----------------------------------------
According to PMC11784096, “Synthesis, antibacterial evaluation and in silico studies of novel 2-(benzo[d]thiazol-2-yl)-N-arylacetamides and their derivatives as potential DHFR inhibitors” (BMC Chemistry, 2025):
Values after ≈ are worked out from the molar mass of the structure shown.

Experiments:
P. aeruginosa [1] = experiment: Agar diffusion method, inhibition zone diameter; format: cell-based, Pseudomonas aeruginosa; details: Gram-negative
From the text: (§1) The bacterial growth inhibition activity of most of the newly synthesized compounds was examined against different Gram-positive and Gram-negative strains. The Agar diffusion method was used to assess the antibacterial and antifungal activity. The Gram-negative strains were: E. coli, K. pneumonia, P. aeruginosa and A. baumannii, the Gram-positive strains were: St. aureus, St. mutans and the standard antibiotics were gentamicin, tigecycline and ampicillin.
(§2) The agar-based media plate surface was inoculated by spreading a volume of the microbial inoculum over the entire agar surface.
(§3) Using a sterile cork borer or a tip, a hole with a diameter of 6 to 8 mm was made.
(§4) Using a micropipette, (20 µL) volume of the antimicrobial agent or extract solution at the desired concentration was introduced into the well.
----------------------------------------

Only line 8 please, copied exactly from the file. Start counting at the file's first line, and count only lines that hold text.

(§4) Using a micropipette, (20 µL) volume of the antimicrobial agent or extract solution at the desired concentration was introduced into the well.